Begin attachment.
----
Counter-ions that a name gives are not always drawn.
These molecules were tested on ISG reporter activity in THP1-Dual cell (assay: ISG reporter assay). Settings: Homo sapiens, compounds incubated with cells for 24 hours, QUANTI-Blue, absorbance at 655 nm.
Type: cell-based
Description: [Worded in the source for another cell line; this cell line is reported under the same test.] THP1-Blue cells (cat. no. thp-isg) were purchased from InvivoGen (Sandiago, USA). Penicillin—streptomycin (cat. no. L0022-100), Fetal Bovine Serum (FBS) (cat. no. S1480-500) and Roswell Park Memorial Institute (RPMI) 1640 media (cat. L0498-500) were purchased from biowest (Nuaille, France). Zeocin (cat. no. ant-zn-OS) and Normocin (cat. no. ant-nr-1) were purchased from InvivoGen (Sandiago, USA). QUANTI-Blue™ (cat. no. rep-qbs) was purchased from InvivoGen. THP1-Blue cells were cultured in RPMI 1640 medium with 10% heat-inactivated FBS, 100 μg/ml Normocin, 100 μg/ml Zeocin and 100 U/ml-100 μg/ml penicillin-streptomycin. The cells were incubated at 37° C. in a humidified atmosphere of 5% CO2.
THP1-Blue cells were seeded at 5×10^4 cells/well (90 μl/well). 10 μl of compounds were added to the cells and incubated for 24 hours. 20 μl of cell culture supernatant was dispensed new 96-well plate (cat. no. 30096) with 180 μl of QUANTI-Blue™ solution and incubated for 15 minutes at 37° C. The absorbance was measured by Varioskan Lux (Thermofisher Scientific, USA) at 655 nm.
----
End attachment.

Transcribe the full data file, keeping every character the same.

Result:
Counter-ions that a name gives are not always drawn.
These molecules were tested on ISG reporter activity in THP1-Dual cell (assay: ISG reporter assay). Settings: Homo sapiens, compounds incubated with cells for 24 hours, QUANTI-Blue, absorbance at 655 nm.
Type: cell-based
Description: [Worded in the source for another cell line; this cell line is reported under the same test.] THP1-Blue cells (cat. no. thp-isg) were purchased from InvivoGen (Sandiago, USA). Penicillin—streptomycin (cat. no. L0022-100), Fetal Bovine Serum (FBS) (cat. no. S1480-500) and Roswell Park Memorial Institute (RPMI) 1640 media (cat. L0498-500) were purchased from biowest (Nuaille, France). Zeocin (cat. no. ant-zn-OS) and Normocin (cat. no. ant-nr-1) were purchased from InvivoGen (Sandiago, USA). QUANTI-Blue™ (cat. no. rep-qbs) was purchased from InvivoGen. THP1-Blue cells were cultured in RPMI 1640 medium with 10% heat-inactivated FBS, 100 μg/ml Normocin, 100 μg/ml Zeocin and 100 U/ml-100 μg/ml penicillin-streptomycin. The cells were incubated at 37° C. in a humidified atmosphere of 5% CO2.
THP1-Blue cells were seeded at 5×10^4 cells/well (90 μl/well). 10 μl of compounds were added to the cells and incubated for 24 hours. 20 μl of cell culture supernatant was dispensed new 96-well plate (cat. no. 30096) with 180 μl of QUANTI-Blue™ solution and incubated for 15 minutes at 37° C. The absorbance was measured by Varioskan Lux (Thermofisher Scientific, USA) at 655 nm.